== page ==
• see above
  • ORIF with DHS
    • approach
      • lateral (Hardinge)
    • instrumentation 
      • pediatric hip screw
Complications
  • AVN  
    • most common complication
    • risk factors
      • age 3-8 years
      • fracture type
        • highest for type I fractures (nearly 100% if epiphyseal dislocation)   
      • delayed reduction > 24 hours
      • inadequate/unstable reduction
    • etiology
      • kinking/laceration of vessels
      • tamponade by intracapsular hematoma
    • classification - Ratliff
      • type I - involvement of whole head
      • type II - partial involvement of head
      • type III - area of necrosis in femoral neck from fracture line to physis
    • treatment
      • core decompression
      • vascularized fibular graft
  • Coxa vara (neck-shaft angle <120°)
    • 2nd most common complication
    • risk factors
      • more common if fracture is treated non-operatively
      • more common for type I, II and III fractures
        • incidence 25% for type III
    • treatment
      • young patients (0-3 yrs) will remodel if neck-shaft angle > 110°
      • surgical arrest of trochanteric apophysis
        • indications
          • mild coxa vara in < 6-8 yrs
            • only works in younger patients
      • subtrochanteric or intertrochanteric valgus osteotomy
        • indications
          • coxa vara with nonunion  
          • coxa vara with severe Trendelenburg limp or signs/symptoms of FAI
          • older patients
  • Coxa valga
    • seen in type IV fractures involving GT in younger patients
      • due to premature GT apophysis closure
  • Nonunion   
    • can occur together with coxa vara (see above)
    • etiology
      • nonoperative treatment of type II or III fractures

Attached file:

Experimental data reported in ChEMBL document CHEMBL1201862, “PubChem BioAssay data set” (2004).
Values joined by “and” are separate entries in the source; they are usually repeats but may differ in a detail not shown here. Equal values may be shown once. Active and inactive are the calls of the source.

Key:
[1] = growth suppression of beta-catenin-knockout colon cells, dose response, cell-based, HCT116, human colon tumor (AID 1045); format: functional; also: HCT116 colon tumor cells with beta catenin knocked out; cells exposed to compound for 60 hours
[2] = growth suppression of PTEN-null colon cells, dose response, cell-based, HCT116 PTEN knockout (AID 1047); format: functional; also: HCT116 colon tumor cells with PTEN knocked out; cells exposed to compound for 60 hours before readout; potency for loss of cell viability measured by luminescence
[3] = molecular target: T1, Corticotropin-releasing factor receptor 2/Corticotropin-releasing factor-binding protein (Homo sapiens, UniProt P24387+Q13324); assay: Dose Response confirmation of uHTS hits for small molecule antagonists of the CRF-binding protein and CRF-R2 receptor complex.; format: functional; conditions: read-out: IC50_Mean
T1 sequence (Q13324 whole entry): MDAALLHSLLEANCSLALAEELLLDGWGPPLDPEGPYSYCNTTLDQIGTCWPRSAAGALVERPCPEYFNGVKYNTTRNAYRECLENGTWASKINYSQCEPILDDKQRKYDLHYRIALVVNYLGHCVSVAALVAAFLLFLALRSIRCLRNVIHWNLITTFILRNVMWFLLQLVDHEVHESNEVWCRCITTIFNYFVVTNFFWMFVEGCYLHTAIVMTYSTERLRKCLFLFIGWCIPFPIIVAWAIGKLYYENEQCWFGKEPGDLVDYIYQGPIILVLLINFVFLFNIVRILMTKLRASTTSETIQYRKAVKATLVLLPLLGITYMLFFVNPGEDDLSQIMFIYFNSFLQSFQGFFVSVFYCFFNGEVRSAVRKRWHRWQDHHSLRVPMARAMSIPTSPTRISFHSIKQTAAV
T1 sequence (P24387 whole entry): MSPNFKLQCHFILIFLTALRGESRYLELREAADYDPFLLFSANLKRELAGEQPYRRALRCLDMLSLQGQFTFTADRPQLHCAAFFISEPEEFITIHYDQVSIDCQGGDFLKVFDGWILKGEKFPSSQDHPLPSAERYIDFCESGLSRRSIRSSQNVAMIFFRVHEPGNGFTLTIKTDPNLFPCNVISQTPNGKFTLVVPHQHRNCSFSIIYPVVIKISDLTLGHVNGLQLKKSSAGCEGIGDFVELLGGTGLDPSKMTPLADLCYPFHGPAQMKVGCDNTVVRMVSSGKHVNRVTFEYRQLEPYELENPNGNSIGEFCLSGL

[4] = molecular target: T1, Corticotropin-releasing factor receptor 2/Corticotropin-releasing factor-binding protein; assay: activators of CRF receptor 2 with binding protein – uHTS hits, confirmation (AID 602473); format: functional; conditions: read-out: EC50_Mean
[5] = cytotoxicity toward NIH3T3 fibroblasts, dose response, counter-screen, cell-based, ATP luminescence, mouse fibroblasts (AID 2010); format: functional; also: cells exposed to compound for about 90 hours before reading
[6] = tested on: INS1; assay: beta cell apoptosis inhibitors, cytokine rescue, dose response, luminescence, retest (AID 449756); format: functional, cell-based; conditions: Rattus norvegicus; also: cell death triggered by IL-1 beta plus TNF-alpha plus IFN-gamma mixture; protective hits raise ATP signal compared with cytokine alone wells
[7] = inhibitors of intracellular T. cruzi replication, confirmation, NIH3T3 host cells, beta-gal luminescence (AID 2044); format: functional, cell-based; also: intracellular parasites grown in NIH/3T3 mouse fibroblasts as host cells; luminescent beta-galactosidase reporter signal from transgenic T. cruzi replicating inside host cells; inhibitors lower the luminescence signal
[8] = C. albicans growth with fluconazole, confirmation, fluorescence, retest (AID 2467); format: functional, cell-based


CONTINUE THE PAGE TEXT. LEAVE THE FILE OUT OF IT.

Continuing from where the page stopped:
• occult infection at fracture site
      • malreduced fracture
    • treatment
      • ORIF and immobilization (spica cast if younger patient)
      • subtrochanteric or intertrochanteric valgus osteotomy
      • bone grafting if persistent
  • Physeal arrest 
    • can lead to leg length discrepancy
      • proximal femoral physis contributes to 15% of overall limb length (3 mm/yr)
      • significant (> 2cm) leg length discrepancy is rare and only occurs in very young children
    • risk factors
      • penetration of physis by fixation devices
      • AVN
        • more common in patients with type II or III AVN
  • Limb length discrepancy (LLD)
    • significant LLD occurs in combined AVN and physeal arrest
    • treatment
      • shoe lift if projected LLD at skeletal maturity is < 2cm
      • epiphysiodesis of contralateral distal femur ± proximal tibia if projected LLD at skeletal maturity is 2-5cm
  • Chondrolysis
    • usually associated with AVN
    • etiology
      • poor vascularity to femoral head cartilage
      • penetration of hardware into joint
    • presents as restricted hip motion, hip pain, radiographic joint space narrowing
  • Malreduction
    • common with subtrochanteric fractures 
      • deforming forces lead to proximal fragment in flexion, abduction, and external rotation
  • Infection
 

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(OBQ12.224) A 13-year-old female falls and sustains the injury shown in Figure A. Which of the following statements is true regarding the treatment of this condition? Review Topic

QID: 4584
FIGURES:
1

Time to definitive surgical procedure has no effect on outcome

3%

(99/3915)

2

Open reduction with capsular decompression is contraindicated

2%

(65/3915)

3

Internal fixation with a cephalomedullary nail leads to higher union rates than screw fixation

7%

(261/3915)

4

Nonunion is the most common complication if surgical intervention is performed

14%

(532/3915)

5

Closed reduction and cannulated screw fixation across the physis is an acceptable form of surgical management

75%

(2919/3915)

Select Answer to see Preferred Response

PREFERRED RESPONSE 5

(OBQ06.113) What is the most common complication following surgical fixation for the fracture shown in Figure A in an 8-year-old boy? Review Topic

QID: 299
FIGURES:
1

Coxa valga

5%

(28/543)

2

Chondrolysis

3%

(14/543)

3

Stiffness

3%

(18/543)

4

Clinically significant limb length discrepancy

5%

(25/543)

5

Avascular necrosis

84%

(455/543)

Select Answer to see Preferred Response

PREFERRED RESPONSE 5